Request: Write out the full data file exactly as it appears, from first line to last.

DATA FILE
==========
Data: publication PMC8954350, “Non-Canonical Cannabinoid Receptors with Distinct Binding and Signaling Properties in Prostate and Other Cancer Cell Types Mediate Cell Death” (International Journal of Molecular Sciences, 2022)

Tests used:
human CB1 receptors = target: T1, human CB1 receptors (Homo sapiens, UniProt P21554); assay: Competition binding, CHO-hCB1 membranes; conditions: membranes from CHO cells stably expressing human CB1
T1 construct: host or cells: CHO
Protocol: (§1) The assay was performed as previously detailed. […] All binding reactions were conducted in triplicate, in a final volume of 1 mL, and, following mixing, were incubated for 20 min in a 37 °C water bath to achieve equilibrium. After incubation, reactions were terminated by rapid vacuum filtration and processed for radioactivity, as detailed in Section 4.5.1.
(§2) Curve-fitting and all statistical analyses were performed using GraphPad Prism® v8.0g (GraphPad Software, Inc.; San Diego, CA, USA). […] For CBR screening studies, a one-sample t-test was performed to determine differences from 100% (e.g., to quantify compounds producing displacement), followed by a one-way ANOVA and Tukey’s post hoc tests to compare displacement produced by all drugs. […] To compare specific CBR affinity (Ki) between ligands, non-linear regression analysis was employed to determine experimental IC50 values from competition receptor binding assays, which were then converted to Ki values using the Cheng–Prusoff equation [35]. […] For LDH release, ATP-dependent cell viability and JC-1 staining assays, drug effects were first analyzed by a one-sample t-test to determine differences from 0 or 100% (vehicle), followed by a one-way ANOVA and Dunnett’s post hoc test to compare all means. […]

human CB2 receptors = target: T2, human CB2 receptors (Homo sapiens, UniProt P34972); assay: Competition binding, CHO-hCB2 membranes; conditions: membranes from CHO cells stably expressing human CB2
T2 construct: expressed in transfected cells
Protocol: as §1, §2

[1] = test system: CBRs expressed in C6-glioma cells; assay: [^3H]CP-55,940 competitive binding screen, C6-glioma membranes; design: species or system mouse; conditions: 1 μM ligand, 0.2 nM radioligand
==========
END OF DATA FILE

Data: publication PMC8954350, “Non-Canonical Cannabinoid Receptors with Distinct Binding and Signaling Properties in Prostate and Other Cancer Cell Types Mediate Cell Death” (International Journal of Molecular Sciences, 2022)

Tests used:
human CB1 receptors = target: T1, human CB1 receptors (Homo sapiens, UniProt P21554); assay: Competition binding, CHO-hCB1 membranes; conditions: membranes from CHO cells stably expressing human CB1
T1 construct: host or cells: CHO
Protocol: (§1) The assay was performed as previously detailed. […] All binding reactions were conducted in triplicate, in a final volume of 1 mL, and, following mixing, were incubated for 20 min in a 37 °C water bath to achieve equilibrium. After incubation, reactions were terminated by rapid vacuum filtration and processed for radioactivity, as detailed in Section 4.5.1.
(§2) Curve-fitting and all statistical analyses were performed using GraphPad Prism® v8.0g (GraphPad Software, Inc.; San Diego, CA, USA). […] For CBR screening studies, a one-sample t-test was performed to determine differences from 100% (e.g., to quantify compounds producing displacement), followed by a one-way ANOVA and Tukey’s post hoc tests to compare displacement produced by all drugs. […] To compare specific CBR affinity (Ki) between ligands, non-linear regression analysis was employed to determine experimental IC50 values from competition receptor binding assays, which were then converted to Ki values using the Cheng–Prusoff equation [35]. […] For LDH release, ATP-dependent cell viability and JC-1 staining assays, drug effects were first analyzed by a one-sample t-test to determine differences from 0 or 100% (vehicle), followed by a one-way ANOVA and Dunnett’s post hoc test to compare all means. […]

human CB2 receptors = target: T2, human CB2 receptors (Homo sapiens, UniProt P34972); assay: Competition binding, CHO-hCB2 membranes; conditions: membranes from CHO cells stably expressing human CB2
T2 construct: expressed in transfected cells
Protocol: as §1, §2

[1] = test system: CBRs expressed in C6-glioma cells; assay: [^3H]CP-55,940 competitive binding screen, C6-glioma membranes; design: species or system mouse; conditions: 1 μM ligand, 0.2 nM radioligand